Thursday, July 20, 2006
Before You Start Planning for 2007...
I've always found it interesting that companies will use the words "budget" and "planning" as if they are interchangeable. I've asked printers and suppliers "do you have a plan?" and then they tell me about their budgets, and nothing else. While budgets reflect how resources will be expended, they do not explain the reasons behind the deployment of those resources. These need to be expressed in words. Budgeting alone is not enough. Without a good planning process, companies, especially small ones, often get into a habit of working on an incremental basis, going from problem to problem, opportunity to opportunity, and don't have a true plan which is especially needed for businesses today.
Now, I'm not one for those bureaucratic processes that some companies call "planning." It's often a process of filling in boxes on papers with numbers created to get through an approval process, rather than the result of an introspective and proactive process. Planning sometimes includes the writing a high-sounding mission statement that no one really cares about. These are easily recognized because they include words like "mutual," "environment," "community," and uses the words "profits" in a manner that makes it seem like a secondary objective, or even less than that.
Most small businesses do not need a sophisticated plan; one sheet of paper will do. The owners of small business always have their reasons for being in business well-etched into their heads. It's more that others in those businesses need to know why things are done the way they are done. These small business owners must be sure to display that plan in the open, for all to see. Many family companies don't do this, and when they need employees to rally around their company, employees wonder "why do they talk to us only when they are in trouble?"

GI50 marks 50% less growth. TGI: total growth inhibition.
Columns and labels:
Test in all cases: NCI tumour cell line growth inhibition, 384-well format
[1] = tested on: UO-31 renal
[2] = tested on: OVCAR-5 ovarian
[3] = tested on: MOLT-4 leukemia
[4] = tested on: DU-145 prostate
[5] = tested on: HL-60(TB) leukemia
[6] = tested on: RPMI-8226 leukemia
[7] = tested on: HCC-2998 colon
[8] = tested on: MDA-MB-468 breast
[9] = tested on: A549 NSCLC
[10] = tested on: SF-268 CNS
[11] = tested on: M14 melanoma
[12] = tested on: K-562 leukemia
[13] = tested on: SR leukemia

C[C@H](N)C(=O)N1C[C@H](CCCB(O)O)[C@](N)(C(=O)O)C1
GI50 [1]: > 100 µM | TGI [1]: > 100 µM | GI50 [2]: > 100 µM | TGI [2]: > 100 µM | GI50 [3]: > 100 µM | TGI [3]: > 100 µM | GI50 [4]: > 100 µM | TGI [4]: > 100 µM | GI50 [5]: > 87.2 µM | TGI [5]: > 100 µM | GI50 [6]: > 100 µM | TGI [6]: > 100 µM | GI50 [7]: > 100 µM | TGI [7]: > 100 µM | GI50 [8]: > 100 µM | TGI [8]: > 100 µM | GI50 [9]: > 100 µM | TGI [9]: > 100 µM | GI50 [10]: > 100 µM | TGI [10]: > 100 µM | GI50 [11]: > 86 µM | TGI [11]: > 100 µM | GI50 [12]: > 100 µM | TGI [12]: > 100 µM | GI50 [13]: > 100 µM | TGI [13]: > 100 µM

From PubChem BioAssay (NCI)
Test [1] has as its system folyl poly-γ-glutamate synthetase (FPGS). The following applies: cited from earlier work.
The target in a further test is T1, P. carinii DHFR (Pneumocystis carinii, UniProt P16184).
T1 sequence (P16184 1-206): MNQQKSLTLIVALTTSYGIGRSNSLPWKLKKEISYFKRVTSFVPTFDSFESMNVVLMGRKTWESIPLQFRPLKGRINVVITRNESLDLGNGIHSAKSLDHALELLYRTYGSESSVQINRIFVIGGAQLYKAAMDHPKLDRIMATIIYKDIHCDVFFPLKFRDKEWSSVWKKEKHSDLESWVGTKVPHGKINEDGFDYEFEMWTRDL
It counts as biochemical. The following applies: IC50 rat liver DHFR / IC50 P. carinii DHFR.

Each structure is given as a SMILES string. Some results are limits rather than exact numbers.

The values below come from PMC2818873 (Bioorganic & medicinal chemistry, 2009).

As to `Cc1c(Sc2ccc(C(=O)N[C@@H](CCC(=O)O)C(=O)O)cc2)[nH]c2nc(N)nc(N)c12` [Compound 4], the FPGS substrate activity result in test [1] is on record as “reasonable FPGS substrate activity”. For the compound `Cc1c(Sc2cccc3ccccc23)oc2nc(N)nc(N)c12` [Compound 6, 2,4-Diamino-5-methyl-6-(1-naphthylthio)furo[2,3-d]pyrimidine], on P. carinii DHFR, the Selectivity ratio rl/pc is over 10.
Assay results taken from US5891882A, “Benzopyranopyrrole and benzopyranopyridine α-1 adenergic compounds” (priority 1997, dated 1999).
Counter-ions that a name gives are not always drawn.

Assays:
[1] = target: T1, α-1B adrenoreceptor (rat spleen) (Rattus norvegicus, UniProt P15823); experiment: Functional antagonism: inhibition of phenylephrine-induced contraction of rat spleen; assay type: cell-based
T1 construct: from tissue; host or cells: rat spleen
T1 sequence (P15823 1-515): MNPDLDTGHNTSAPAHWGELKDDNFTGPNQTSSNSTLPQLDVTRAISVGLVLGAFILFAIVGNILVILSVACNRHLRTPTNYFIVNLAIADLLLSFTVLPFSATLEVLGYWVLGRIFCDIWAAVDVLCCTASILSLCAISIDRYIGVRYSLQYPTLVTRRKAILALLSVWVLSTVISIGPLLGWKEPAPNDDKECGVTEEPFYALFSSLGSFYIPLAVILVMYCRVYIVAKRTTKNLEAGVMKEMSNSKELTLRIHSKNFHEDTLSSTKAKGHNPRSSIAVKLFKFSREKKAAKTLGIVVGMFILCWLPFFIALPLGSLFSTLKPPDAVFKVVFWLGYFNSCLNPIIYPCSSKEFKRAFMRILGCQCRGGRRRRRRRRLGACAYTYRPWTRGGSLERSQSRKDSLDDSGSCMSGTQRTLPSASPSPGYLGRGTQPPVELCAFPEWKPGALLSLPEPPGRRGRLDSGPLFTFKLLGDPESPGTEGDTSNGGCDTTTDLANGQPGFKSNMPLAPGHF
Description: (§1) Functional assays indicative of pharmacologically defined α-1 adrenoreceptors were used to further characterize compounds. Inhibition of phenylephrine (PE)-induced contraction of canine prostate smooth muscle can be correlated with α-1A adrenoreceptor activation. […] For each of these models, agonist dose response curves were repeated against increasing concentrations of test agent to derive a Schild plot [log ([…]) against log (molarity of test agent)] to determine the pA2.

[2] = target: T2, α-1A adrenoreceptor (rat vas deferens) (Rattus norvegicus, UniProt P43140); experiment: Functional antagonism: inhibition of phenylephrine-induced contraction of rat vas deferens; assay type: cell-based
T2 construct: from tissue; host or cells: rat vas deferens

All plans are based on assumptions, and sometimes what was a reasonable assumption at an earlier time will not be at another time. When it doesn't make sense, change it; just don't fall into the "strategy of the month club." That can only make things worse.
In larger companies, the planning process sometimes becomes intensely political. Not that politics in organizations is bad, because those informal structures called "politics" are often quite efficient at getting things done, and must be there. Effective companies have strong political infrastructures that are directed toward shared goals. That's one reason why some companies do better in crises than others.
I'd be worried when politics goes bad, and includes the denial of obvious realities, the promulgation of odd expectations, or the underestimation of competitive action. All of these get companies into trouble. "No, you can't put that number down," I've heard in planning meetings, "because Executive X has already promised that it would be Y% higher." "Competitor A just underprices everything," I hear, only to find out that Competitor A makes money at those lower prices, and has managers who are decisive and are great implementers of tactical actions.
Many companies fail to separate goal-setting and true planning. They're not the same. I've seen too many situations where sales people are given high goals and told to "make it happen," only to find that they have no resources and no training to do so. Worse yet, that impossible Herculean performance was put in the budget as fact.
Basically, budgeting focuses where dollars go over a fixed, and relatively short, period of time. Yes, even five years is a short period of time in the history of a company. In a greater sense, planning documents determine where something more precious than money, time, will be expended, by whom and for what reasons. Time, it has been said, is the only non-renewable management resource. Once it is lost, it is gone forever. Planning exists not because dollars are scarce, but because time is scarce.
Go into planning for 2007 with these concepts in mind: the difference between budgeting and planning, and the difference between planning and goal-setting. They all work together, but confusing them only creates problems greater than any plan can solve.